I would make for the most boring episode of Say Yes to the Dress ever.
One of the best things about college is that I’m always learning new things. In the past year or so, I’ve learned to use Photoshop really well, learned more history about Greek life than is useful to anyone, learned names, learned to code, learned to identify a drunk person vs. a high person, how to use every type of fire extinguisher I could find on campus, how to fit 9 people in a 5-person car, how to talk someone out of a suicide, how to get people to respond well to being handed a flyer, how to fill out tax forms, how to use LinkedIn, how to take care of natural hair, how to respond to the creepy “I love black girls,” how to intimidate freshmen, how to write a hard-hitting news story, how to fill out a purchase order…
I could list thousands.
Point being: I know how to do a lot of stuff. But after years of accumulating skills, one skill I’m trying to develop still holds me back from living the life I want: The skill to say no.
I am notorious for it among my friends and family. I am horrible at saying no to people. My parents ask me to man their store while I’m on my way out to see friends over break? “Sure!” An advisor asks me to create an ad campaign for a program, due in 2 days? “No sweat!” My boss asks if I’m free at 7am on a Sunday morning for a photographer to take shots of my room? “Got it!”
Some call it benevolence, some call it a guilt complex, but I call it a serious lack of spine, and it’s something I’ve been working for years to fix about myself.
This year I decided to set this problem as a concrete goal: I put it on my list of New Year’s resolutions, I read blogs and articles about it, I looked it up in self-help books, and I meditated deeply on it, trying to get a grip on what felt like a legitimate phobia to me. Though I can’t say I’ve completely come to terms with it, I can say I’ve realized some things since New Years Day that are helping me deal with “the other N word.”
1. Sometimes people just don’t deserve a yes.
We’ve all had that encounter: It’s been a long week, you’re beyond exhausted, and all you have to look forward to is sitting in bed and watching that favorite rom-com, or having dinner with a friend. Lo and behold, someone is OUT TO FREAKIN’ GET YOU that night. They knock on your door, or call you minutes before they need you to this generally unreasonable task.
“Oh heyyyy,” they say, “I was meaning to ask you earlier to help me out with this simple, yet time-consuming task that I could’ve totally done myself but didn’t feel like doing”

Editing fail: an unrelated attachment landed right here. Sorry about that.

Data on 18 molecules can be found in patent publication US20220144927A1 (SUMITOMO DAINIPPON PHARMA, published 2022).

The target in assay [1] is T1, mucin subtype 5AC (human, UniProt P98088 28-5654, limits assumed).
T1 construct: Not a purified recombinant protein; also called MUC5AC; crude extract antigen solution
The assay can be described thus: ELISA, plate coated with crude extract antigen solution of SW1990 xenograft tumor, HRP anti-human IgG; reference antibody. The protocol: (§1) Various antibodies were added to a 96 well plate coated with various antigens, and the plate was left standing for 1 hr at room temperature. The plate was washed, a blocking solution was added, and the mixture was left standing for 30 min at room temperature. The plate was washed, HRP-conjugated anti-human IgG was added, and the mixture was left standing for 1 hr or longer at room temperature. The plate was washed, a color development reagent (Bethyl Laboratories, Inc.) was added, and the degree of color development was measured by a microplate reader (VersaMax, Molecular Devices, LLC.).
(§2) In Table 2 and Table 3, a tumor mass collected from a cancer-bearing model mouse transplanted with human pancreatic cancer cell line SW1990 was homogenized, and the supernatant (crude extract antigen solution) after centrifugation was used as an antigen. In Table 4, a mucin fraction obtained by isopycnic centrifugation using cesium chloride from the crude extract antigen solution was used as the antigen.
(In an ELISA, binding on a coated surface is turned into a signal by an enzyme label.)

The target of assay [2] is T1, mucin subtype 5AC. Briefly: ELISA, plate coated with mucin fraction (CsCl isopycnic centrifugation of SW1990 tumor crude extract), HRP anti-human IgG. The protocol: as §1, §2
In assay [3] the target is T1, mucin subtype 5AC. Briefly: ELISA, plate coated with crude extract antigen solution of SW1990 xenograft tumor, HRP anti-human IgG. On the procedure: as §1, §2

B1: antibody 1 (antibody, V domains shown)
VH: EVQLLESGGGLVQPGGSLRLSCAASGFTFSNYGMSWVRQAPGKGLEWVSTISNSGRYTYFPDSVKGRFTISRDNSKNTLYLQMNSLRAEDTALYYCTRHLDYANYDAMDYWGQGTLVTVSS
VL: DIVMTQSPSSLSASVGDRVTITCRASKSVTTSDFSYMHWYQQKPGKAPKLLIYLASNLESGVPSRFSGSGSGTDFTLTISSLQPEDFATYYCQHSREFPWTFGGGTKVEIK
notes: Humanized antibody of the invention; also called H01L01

There was a time in my life (read: a few months ago) when I would respond to this kind of assignment with something excessively chipper.
“I’m on it!” “Nooooo sweat, boss!” or “That’s no biggie, I got you!” were some of my favorites, but inside I was thinking
“I will never forget that you’ve done this to me. You are an enemy of serenity. I hate you.”
My new reality ditched the passive-aggressiveness and got real. If someone approaches me with an unreasonable request, they had better have a concrete contingency plan, because they are getting the big no. It’s not acceptable to bend my plans because of someone else’s disregard of their responsibilities. Even in the case that I’m planning to go home and veg, I deserve respect of my time. Scratch that, in fact, ESPECIALLY when I plan to go home and veg, I deserve the time to do so. As I’ve emphasized in the past, Me Time is essential.
2. Too few No’s can hurt my credibility: The pushover effect.
In my group of friends, I am undoubtedly “the happy one.” I’m the one that encourages everyone to think positively, reminds everyone to speak respectfully in an argument, and the one everyone can depend on to go out of my way to help.
It’s 3am. You need a DD? I can be out of bed! Forgot your headphones at home and need a pair for class? Take mine! I don’t need music on my bus ride anyway! Can I lend you fifty bucks so you don’t max out your credit card on a present for your high-maintenence girlfriend? But OF COURSE!
All of that “Yes”ing starts to take a toll on your image. After awhile, people started seeing me as too willing to bend to other people’s requests. I went from being the one you could count on to get you out of a bind to the one you called upon whenever it was convenient. Not. Okay.
Being reliable is awesome. Being a lackey is not.
3. A positive answer doesn’t guarantee a positive result.
There’s this silly notion people often have that the whole world would be a happier place if everyone got what they wanted all the time. I almost wrote a sentence here but, instead, I’ll hit you with a list.
The state of Arizona
Point being, not every “yes” is a good thing. Agreeing to someone’s request may feel like the nice thing to do– it may even be self-gratifying– but often times saying yes is in fact the wrong thing. All because it’s the affirmative, doesn’t mean it’s reaping progress.
4. There is nothing to be afraid of. I WILL survive the average “No.”
For a long time I was this “yes” saying fairy, sprinkling my friends, family, and colleagues with yes-lined happy-dust and floating around on a cloud of affirmatives. I felt like saying no would end my relationships with people and that severing connections with people would be the end of me.
This morbid paranoia didn’t go away through an epiphany of any sort, but is finally gone from my life. As I’ve grown to experience new things in college, I’ve realized that getting a no is really not a problem to most people. They generally give a nonchalant “Alright, that’s cool, thanks anyway.” and just move on with life. They ask the question, they get a no, and they keep on living. They survive the no and, more importantly, I survive it too. Every single time.